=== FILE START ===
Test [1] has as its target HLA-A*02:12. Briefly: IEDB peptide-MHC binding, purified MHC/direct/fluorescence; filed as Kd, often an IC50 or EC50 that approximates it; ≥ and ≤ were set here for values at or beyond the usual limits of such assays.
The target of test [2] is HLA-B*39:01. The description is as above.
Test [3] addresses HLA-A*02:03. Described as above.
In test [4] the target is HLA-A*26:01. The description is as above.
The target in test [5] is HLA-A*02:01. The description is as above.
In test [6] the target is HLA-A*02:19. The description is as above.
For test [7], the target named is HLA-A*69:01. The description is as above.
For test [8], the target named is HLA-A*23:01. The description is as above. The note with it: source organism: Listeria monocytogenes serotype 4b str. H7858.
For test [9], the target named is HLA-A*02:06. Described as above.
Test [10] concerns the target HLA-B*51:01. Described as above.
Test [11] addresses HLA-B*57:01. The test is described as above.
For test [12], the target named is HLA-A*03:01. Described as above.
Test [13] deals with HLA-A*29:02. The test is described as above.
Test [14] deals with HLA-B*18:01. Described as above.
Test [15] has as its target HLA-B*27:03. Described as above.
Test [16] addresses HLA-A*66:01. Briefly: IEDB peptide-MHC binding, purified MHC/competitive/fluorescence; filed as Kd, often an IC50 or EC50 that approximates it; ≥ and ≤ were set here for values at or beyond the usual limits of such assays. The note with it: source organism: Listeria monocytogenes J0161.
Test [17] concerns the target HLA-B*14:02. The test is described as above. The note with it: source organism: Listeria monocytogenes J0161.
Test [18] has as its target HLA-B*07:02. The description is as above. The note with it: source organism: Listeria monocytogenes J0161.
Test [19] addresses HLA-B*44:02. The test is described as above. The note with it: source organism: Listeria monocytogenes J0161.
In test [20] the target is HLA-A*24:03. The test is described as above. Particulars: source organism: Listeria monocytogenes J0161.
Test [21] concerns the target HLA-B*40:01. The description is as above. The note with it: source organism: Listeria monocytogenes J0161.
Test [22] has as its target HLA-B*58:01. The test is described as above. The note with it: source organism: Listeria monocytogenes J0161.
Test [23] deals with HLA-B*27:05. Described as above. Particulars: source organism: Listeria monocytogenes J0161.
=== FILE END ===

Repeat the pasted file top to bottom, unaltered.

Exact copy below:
Test [1] has as its target HLA-A*02:12. Briefly: IEDB peptide-MHC binding, purified MHC/direct/fluorescence; filed as Kd, often an IC50 or EC50 that approximates it; ≥ and ≤ were set here for values at or beyond the usual limits of such assays.
The target of test [2] is HLA-B*39:01. The description is as above.
Test [3] addresses HLA-A*02:03. Described as above.
In test [4] the target is HLA-A*26:01. The description is as above.
The target in test [5] is HLA-A*02:01. The description is as above.
In test [6] the target is HLA-A*02:19. The description is as above.
For test [7], the target named is HLA-A*69:01. The description is as above.
For test [8], the target named is HLA-A*23:01. The description is as above. The note with it: source organism: Listeria monocytogenes serotype 4b str. H7858.
For test [9], the target named is HLA-A*02:06. Described as above.
Test [10] concerns the target HLA-B*51:01. Described as above.
Test [11] addresses HLA-B*57:01. The test is described as above.
For test [12], the target named is HLA-A*03:01. Described as above.
Test [13] deals with HLA-A*29:02. The test is described as above.
Test [14] deals with HLA-B*18:01. Described as above.
Test [15] has as its target HLA-B*27:03. Described as above.
Test [16] addresses HLA-A*66:01. Briefly: IEDB peptide-MHC binding, purified MHC/competitive/fluorescence; filed as Kd, often an IC50 or EC50 that approximates it; ≥ and ≤ were set here for values at or beyond the usual limits of such assays. The note with it: source organism: Listeria monocytogenes J0161.
Test [17] concerns the target HLA-B*14:02. The test is described as above. The note with it: source organism: Listeria monocytogenes J0161.
Test [18] has as its target HLA-B*07:02. The description is as above. The note with it: source organism: Listeria monocytogenes J0161.
Test [19] addresses HLA-B*44:02. The test is described as above. The note with it: source organism: Listeria monocytogenes J0161.
In test [20] the target is HLA-A*24:03. The test is described as above. Particulars: source organism: Listeria monocytogenes J0161.
Test [21] concerns the target HLA-B*40:01. The description is as above. The note with it: source organism: Listeria monocytogenes J0161.
Test [22] has as its target HLA-B*58:01. The test is described as above. The note with it: source organism: Listeria monocytogenes J0161.
Test [23] deals with HLA-B*27:05. Described as above. Particulars: source organism: Listeria monocytogenes J0161.